Rado Watches

Founded in 1917 in Legnau, Switzerland (and originally begun as Schlup & Co.), Rado has always been a cutting-edge Avant-Garde brand. It began using the Rado name in 1957, and over the years, the brand has experimented with many different materials for its watches. Rado was the first to introduce a “scratch-proof”  watch, the DiaStar 1, in 1962 that took the world by storm.  In the ensuing decades, it introduced colored versions of the DiaStar, and by the mid-1980s became the first watch brand to create high-tech ceramic bracelet watches.  Since then, the “master of materials” has regularly surprised and delighted watch lovers with sophisticated metals, bold colors, and contemporary aesthetics.

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History of Rado

Brothers Fritz, Ernst, and Werner founded the Schlup & Co. watchmaking factory in 1917 in a converted area of their parents’ house. This humble workshop would later become what we know today as Rado. Even though they started very modestly, by the end of World War II, the factory was among the world’s largest producers of watch movements.

It was only in the 1950s that Schlup & Co. started selling watches under the Rado brand name. The iconic Golden Horse collection made its première in 1957, and the Green Horse collection followed in 1958. At the end of the decade, Rado was a truly international brand present in over 61 countries.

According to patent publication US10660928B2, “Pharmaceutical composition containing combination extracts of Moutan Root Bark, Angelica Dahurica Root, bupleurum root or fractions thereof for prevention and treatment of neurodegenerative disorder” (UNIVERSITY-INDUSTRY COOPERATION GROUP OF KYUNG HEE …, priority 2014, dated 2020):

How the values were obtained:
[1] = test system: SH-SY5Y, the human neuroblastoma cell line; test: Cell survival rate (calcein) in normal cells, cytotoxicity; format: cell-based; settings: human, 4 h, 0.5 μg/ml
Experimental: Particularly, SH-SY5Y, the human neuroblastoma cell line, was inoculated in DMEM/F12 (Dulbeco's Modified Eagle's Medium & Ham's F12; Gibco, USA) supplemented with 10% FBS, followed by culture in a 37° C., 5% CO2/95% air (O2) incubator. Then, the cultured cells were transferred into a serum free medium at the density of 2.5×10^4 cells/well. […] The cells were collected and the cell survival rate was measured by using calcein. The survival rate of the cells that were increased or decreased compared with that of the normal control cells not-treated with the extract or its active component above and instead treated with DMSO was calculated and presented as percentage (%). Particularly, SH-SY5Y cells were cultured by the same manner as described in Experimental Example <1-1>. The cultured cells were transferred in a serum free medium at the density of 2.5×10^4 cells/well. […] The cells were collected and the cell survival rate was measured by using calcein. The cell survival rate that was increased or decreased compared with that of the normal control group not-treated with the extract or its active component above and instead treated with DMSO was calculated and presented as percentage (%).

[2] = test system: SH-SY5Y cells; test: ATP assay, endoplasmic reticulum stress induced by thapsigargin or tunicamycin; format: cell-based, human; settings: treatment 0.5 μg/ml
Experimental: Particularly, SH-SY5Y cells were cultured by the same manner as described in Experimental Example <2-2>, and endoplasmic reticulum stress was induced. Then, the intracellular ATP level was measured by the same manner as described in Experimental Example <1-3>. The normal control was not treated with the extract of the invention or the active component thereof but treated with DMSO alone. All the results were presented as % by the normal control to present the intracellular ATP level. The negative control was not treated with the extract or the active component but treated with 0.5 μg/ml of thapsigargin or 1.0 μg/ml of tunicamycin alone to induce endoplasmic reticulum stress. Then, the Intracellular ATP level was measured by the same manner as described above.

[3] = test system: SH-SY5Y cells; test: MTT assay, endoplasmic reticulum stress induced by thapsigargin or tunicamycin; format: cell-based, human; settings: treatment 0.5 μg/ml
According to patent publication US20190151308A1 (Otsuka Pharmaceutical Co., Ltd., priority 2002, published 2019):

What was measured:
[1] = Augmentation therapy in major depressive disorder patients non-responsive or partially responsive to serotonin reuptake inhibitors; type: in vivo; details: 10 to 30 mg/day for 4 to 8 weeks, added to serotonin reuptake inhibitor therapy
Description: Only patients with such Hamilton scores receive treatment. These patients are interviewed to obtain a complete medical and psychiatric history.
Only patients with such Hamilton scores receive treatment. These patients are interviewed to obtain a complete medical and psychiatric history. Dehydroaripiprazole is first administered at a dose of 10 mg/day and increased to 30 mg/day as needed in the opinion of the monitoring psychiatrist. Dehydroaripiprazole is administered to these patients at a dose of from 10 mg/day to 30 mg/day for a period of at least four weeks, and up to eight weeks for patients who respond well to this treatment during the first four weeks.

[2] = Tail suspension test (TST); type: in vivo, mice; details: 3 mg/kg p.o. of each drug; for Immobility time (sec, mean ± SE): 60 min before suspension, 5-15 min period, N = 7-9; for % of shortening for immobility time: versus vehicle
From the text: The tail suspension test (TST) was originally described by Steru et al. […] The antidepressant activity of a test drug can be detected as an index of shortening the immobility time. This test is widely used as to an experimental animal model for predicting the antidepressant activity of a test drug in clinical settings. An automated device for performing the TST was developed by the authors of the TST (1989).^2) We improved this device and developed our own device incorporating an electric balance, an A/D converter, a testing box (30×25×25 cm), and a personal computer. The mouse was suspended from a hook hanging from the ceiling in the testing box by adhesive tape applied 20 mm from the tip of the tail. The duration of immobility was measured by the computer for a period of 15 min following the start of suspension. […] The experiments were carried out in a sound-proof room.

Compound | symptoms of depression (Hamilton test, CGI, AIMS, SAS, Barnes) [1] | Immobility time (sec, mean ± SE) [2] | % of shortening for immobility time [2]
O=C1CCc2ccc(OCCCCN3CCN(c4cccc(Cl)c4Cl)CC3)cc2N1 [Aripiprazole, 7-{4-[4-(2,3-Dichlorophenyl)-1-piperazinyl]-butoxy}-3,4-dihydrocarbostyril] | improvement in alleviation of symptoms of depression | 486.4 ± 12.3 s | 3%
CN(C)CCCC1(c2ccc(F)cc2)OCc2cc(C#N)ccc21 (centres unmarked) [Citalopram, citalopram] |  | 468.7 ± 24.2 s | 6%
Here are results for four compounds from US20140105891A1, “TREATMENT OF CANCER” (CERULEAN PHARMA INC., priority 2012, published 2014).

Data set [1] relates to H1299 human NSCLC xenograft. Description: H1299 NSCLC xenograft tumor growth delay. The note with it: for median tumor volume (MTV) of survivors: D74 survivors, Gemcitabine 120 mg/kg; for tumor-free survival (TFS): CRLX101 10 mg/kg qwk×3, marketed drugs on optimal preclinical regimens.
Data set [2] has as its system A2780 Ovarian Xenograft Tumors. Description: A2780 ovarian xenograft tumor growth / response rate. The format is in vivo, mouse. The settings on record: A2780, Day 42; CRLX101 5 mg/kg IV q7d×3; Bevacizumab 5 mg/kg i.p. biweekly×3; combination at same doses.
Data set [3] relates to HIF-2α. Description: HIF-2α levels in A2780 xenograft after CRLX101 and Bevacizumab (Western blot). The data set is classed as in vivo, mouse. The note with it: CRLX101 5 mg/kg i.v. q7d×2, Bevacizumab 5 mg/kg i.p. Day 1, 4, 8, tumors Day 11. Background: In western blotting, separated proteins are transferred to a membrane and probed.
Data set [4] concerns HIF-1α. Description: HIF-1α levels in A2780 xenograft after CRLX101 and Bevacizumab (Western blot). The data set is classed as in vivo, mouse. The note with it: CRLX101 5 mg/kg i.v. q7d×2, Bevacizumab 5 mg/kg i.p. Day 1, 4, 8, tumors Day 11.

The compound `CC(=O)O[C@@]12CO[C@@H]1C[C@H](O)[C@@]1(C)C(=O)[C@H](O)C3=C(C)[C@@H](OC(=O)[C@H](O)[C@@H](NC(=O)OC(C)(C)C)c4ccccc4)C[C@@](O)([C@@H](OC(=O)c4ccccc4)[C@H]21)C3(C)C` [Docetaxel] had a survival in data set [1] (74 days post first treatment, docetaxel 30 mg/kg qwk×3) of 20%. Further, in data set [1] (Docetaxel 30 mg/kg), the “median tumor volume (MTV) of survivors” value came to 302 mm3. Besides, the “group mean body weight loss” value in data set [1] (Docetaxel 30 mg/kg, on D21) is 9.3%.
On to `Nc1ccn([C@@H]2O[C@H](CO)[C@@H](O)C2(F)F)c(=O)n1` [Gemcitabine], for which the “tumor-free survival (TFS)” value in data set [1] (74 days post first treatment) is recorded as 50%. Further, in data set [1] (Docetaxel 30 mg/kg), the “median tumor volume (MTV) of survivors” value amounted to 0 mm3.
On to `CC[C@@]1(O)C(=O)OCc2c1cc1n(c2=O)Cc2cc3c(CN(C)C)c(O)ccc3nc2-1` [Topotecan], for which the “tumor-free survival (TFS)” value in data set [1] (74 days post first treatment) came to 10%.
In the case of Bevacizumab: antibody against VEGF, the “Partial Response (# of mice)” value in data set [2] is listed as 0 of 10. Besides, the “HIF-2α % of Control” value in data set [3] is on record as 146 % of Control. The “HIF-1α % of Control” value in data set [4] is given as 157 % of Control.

Use of Ceramic in Watches

In 1986 the Rado Integral revolutionized the watch industry with its use of scratch-resistant high-tech ceramic in the bracelet.

Rado continued the use of high-tech ceramics in the 90s, a material that now defined them. The Rado Ceramica wowed the watch industry in 1990 with its integrated watch case and bracelet made of high-tech ceramic and sapphire crystal. Launched in 1993, the Rado Sintra was their first watch made of cermet, a titanium-based ceramic mixed with metal. In 1998 the Ceramica was the first Rado watch chosen to feature plasma high-tech ceramic, an enthralling combination of color and materials that emits a metallic glow without the use of any metal at all.

The True Thinline was launched in 2011, an ultra-slim ceramic timepiece measuring only 5 mm. The sporty Rado Hyperchrome followed in 2012, based on the True Thinline’s case but forgoing stainless steel in favor of a svelte monobloc case. In 2015 Rado added a chocolate brown high-tech ceramic to their high-tech ceramic color palette.

Rado and Tennis

When you hear Rado, you most probably will think of tennis. Rado began sponsoring international tournaments over 20 years ago. They are the Official Timekeeper of 12 international tournaments and feature their signature corner clocks on clay, grass, and hard courts. 

In 2015, Rado launched the Rado YoungStar program, designed to support up and coming young tennis players such as Australian Ashleigh Barty or Frenchman Ugo Humbert.

Who Owns Rado?

Rado is part of the Swatch Group. They are based in Lengnau, Switzerland, and manufacture an estimated 500’000 watches a year.

Fun Fact

Rado produced the world’s first scratch-resistant watch, the Diastar 1, in 1962. It is also the world’s hardest watch earning it a place in the Guinness world record books.

Rado Collections

  • Captain Cook

  • Golden Horse

  • True Square

  • True

  • True Thinline

  • HyperChrome

  • HyperChrome Classic

  • DiaMaster

  • Coupole Classic

  • Coupole

  • Centrix

  • Ceramica

  • Integral

  • Tradition

  • Florence

  • DiaStar Original

  • HyperChrome 1616